A) Parades B) Partying
C) Beads and Doubloons D) Revelry 24/7 for a month
E) Music F) More parades and parties
G) All of the above
Any answer would be correct but (G) would be the most accurate.
When I lived in the Big Easy, my second tour of college, I got the Mardi Gras bug like everyone else on campus. Unless you turn into a hermit and don't leave your home/dormitory for a few weeks up until Fat Tuesday, which is today, then it's impossible to avoid the parades with their bright colored floats and marching bands. Everywhere you look
are ubiquitous - just like Barq's root beer.....
(flashback to 1979: saw an advertisement on the side of a city bus with a picture of an icy bottle of Barq's and a single word: Ubiquitious...to this day I can't hear that word without getting thirsty:-)
The first Mardi Gras parade was held in New Orleans on Feb. 24, 1857, hosted by the Krewe of Comus. They began the tradition of presenting a parade with floats and following up with a ball for the krewe and their guests. Mardi Gras is the final day of revelry before Ash Wednesday, when the season of Lent begins. Or in secular terms, party now because it'll be six weeks before you get to again!
If you're curious about how many parades there've been prior to today, here's a link to the schedule and parade locations: Mardi Gras
The most popular and well attended parades happen today: Krewe of Zulu early in the morning, followed by Krewe of Rex. Both start Uptown and end Downtown. Rex is considered a centerpiece of the festival because of its rich and colorful themes, maskers in original costumes atop elaborately decorated and hand-painted floats. This Krewe is the origin of many Mardi Gras traditions, including the official Carnival colors of purple, green and gold, [not just random colors, they have a meaning: Purple stands for justice, Green for faith, Gold for power] and the collectible doubloon coins. A caution to anyone attending parades: beads and doubloon catching can incite mini riots among the crowds. I am not exaggerating. I have been in the midst of a couple. Not the instigator, thank you very much. Just at the wrong place at the right time.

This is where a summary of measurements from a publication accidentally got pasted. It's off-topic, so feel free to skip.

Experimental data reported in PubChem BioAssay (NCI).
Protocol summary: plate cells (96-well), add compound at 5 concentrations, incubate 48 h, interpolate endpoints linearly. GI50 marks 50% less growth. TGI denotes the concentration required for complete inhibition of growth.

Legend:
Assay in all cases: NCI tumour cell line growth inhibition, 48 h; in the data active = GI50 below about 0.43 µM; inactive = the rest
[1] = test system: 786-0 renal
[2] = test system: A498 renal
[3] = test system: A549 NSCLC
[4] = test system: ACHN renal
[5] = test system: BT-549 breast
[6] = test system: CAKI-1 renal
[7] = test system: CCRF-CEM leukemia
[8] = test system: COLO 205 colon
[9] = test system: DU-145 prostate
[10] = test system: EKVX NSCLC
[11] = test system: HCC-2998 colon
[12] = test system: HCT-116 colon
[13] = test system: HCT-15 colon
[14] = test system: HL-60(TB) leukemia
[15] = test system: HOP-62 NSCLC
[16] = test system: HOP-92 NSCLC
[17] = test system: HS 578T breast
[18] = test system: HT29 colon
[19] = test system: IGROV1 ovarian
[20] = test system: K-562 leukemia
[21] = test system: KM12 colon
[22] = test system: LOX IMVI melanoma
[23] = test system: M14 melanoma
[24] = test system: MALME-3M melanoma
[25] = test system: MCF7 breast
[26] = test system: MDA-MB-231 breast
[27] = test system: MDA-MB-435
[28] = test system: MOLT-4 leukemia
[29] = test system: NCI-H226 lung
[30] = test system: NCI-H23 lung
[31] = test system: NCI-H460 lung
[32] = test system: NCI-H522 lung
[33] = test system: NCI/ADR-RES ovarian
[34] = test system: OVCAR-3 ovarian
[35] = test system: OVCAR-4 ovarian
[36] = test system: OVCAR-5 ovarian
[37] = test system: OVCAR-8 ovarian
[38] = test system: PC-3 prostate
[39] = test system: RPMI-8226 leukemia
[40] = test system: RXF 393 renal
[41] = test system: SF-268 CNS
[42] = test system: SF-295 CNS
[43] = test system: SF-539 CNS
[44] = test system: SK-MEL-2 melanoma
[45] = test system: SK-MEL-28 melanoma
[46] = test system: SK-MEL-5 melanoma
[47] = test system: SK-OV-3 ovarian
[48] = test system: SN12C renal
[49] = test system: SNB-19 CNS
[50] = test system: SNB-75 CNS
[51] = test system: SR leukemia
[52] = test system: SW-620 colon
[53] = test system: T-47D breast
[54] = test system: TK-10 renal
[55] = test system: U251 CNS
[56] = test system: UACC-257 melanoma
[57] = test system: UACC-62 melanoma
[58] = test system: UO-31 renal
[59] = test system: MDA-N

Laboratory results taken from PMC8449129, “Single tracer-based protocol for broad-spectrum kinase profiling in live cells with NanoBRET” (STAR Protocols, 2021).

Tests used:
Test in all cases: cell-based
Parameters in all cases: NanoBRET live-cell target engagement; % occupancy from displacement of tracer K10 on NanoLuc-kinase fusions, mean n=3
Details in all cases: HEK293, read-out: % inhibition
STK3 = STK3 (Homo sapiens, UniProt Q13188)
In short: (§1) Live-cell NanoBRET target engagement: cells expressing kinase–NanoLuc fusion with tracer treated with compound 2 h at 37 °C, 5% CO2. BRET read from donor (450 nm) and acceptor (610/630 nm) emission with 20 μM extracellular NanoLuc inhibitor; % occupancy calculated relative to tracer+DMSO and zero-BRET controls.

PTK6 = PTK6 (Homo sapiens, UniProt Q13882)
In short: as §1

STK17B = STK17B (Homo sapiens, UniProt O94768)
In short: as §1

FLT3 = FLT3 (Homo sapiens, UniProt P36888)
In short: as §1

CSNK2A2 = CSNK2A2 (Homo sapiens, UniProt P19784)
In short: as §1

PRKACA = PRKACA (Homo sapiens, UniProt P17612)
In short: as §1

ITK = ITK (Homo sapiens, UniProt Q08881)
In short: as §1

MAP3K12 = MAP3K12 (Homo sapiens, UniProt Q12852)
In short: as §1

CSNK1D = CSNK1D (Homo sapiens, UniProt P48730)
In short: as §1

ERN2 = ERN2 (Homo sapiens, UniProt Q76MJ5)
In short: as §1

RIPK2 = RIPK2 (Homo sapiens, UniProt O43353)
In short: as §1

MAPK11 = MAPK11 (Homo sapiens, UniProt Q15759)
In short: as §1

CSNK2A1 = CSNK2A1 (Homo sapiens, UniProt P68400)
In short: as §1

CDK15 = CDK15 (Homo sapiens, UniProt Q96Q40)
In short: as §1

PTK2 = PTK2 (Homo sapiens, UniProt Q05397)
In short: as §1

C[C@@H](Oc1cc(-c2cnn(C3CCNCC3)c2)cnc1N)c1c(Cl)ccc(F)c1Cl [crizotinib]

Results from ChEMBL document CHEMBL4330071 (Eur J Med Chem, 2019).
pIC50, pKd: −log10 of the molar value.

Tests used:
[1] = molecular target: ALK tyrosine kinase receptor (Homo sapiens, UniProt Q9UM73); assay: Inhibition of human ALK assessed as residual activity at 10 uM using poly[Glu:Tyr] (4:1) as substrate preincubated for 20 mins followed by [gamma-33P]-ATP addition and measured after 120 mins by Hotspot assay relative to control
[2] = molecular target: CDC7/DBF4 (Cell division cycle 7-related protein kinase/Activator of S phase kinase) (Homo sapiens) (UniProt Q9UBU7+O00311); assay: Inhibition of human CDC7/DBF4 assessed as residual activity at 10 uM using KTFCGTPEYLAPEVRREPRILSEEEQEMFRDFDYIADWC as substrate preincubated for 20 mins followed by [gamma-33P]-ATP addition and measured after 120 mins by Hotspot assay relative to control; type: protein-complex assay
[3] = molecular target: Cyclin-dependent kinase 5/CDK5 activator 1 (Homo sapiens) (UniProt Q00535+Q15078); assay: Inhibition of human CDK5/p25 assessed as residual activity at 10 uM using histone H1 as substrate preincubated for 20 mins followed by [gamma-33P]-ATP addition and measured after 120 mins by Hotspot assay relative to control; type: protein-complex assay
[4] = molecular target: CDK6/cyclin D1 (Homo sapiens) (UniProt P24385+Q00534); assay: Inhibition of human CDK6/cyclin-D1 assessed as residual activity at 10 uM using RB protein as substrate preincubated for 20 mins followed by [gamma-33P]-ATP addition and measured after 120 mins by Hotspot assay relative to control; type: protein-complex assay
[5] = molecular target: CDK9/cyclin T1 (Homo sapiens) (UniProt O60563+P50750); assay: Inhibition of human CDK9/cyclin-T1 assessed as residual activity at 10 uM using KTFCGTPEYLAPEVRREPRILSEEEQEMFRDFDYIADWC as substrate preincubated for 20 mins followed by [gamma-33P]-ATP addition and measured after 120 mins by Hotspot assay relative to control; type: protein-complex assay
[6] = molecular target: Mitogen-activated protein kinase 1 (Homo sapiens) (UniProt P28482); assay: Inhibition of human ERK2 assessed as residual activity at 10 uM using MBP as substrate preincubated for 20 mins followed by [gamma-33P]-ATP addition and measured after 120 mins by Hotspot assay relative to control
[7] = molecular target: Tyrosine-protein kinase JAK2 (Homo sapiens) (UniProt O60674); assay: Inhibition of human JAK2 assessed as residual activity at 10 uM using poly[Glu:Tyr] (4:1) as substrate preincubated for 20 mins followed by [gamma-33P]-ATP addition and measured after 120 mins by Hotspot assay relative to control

member of the Zulu parade
Two things I liked as much if not more than the parades were:
1)King Cake; more a bread than cake, usually oval in shape, King Cakes can be unfilled or filled with cremes and fruit fillings and frosted. They're always sprinkled with purple, green and gold sugar. Baked inside the cake is a tiny plastic baby or a bean. If you get the slice with either of those, you have to buy the next King Cake. If you have a job that requires a lot of meetings like the one I had when I lived in New Orleans, eat in moderation. Your hips will thank you.
2) the music, especially Hey Pocky-A-Away, Go To The Mardi Gras, (Professor Longhair), The Mardi Gras Mambo, and Iko Iko. The last one is performed by Dr. John in the YouTube video below...(if you work in a library or a quiet setting, listen with headphones or wait until you get home!)